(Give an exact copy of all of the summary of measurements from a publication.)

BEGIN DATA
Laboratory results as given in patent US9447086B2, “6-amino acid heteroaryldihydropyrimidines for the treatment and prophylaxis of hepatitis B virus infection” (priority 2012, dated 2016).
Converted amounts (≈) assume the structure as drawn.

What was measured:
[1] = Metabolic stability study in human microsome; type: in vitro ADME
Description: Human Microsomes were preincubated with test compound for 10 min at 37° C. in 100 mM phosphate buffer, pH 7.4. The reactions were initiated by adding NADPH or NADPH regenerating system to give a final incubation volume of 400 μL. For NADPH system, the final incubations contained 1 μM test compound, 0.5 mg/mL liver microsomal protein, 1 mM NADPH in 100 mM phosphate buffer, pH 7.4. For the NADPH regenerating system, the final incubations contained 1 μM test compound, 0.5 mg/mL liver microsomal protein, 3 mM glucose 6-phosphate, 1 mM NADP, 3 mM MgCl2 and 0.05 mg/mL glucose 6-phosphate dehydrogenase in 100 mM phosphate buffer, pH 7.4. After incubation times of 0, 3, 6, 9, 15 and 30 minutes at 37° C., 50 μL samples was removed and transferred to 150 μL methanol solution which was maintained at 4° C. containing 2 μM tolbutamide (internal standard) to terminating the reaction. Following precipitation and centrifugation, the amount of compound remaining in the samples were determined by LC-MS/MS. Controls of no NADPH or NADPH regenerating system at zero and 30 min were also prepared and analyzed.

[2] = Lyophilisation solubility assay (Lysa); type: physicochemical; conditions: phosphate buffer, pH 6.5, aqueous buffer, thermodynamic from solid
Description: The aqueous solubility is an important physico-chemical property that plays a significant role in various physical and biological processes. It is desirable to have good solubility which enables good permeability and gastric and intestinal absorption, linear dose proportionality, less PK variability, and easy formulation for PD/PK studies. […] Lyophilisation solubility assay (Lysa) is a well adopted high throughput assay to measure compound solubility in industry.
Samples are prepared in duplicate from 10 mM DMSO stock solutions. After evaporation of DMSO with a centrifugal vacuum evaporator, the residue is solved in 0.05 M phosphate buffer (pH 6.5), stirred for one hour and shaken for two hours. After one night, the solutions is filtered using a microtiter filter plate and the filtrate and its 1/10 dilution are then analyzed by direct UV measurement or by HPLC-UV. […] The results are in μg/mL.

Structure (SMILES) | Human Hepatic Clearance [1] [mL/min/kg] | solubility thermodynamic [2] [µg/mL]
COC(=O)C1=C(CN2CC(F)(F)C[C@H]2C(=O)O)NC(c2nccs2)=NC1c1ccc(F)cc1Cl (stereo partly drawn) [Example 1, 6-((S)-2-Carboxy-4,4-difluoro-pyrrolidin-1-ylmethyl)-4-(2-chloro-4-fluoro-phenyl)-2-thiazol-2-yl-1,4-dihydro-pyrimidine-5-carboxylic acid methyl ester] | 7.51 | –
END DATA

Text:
Laboratory results as given in patent US9447086B2, “6-amino acid heteroaryldihydropyrimidines for the treatment and prophylaxis of hepatitis B virus infection” (priority 2012, dated 2016).
Converted amounts (≈) assume the structure as drawn.

What was measured:
[1] = Metabolic stability study in human microsome; type: in vitro ADME
Description: Human Microsomes were preincubated with test compound for 10 min at 37° C. in 100 mM phosphate buffer, pH 7.4. The reactions were initiated by adding NADPH or NADPH regenerating system to give a final incubation volume of 400 μL. For NADPH system, the final incubations contained 1 μM test compound, 0.5 mg/mL liver microsomal protein, 1 mM NADPH in 100 mM phosphate buffer, pH 7.4. For the NADPH regenerating system, the final incubations contained 1 μM test compound, 0.5 mg/mL liver microsomal protein, 3 mM glucose 6-phosphate, 1 mM NADP, 3 mM MgCl2 and 0.05 mg/mL glucose 6-phosphate dehydrogenase in 100 mM phosphate buffer, pH 7.4. After incubation times of 0, 3, 6, 9, 15 and 30 minutes at 37° C., 50 μL samples was removed and transferred to 150 μL methanol solution which was maintained at 4° C. containing 2 μM tolbutamide (internal standard) to terminating the reaction. Following precipitation and centrifugation, the amount of compound remaining in the samples were determined by LC-MS/MS. Controls of no NADPH or NADPH regenerating system at zero and 30 min were also prepared and analyzed.

[2] = Lyophilisation solubility assay (Lysa); type: physicochemical; conditions: phosphate buffer, pH 6.5, aqueous buffer, thermodynamic from solid
Description: The aqueous solubility is an important physico-chemical property that plays a significant role in various physical and biological processes. It is desirable to have good solubility which enables good permeability and gastric and intestinal absorption, linear dose proportionality, less PK variability, and easy formulation for PD/PK studies. […] Lyophilisation solubility assay (Lysa) is a well adopted high throughput assay to measure compound solubility in industry.
Samples are prepared in duplicate from 10 mM DMSO stock solutions. After evaporation of DMSO with a centrifugal vacuum evaporator, the residue is solved in 0.05 M phosphate buffer (pH 6.5), stirred for one hour and shaken for two hours. After one night, the solutions is filtered using a microtiter filter plate and the filtrate and its 1/10 dilution are then analyzed by direct UV measurement or by HPLC-UV. […] The results are in μg/mL.

Structure (SMILES) | Human Hepatic Clearance [1] [mL/min/kg] | solubility thermodynamic [2] [µg/mL]
COC(=O)C1=C(CN2CC(F)(F)C[C@H]2C(=O)O)NC(c2nccs2)=NC1c1ccc(F)cc1Cl (stereo partly drawn) [Example 1, 6-((S)-2-Carboxy-4,4-difluoro-pyrrolidin-1-ylmethyl)-4-(2-chloro-4-fluoro-phenyl)-2-thiazol-2-yl-1,4-dihydro-pyrimidine-5-carboxylic acid methyl ester] | 7.51 | –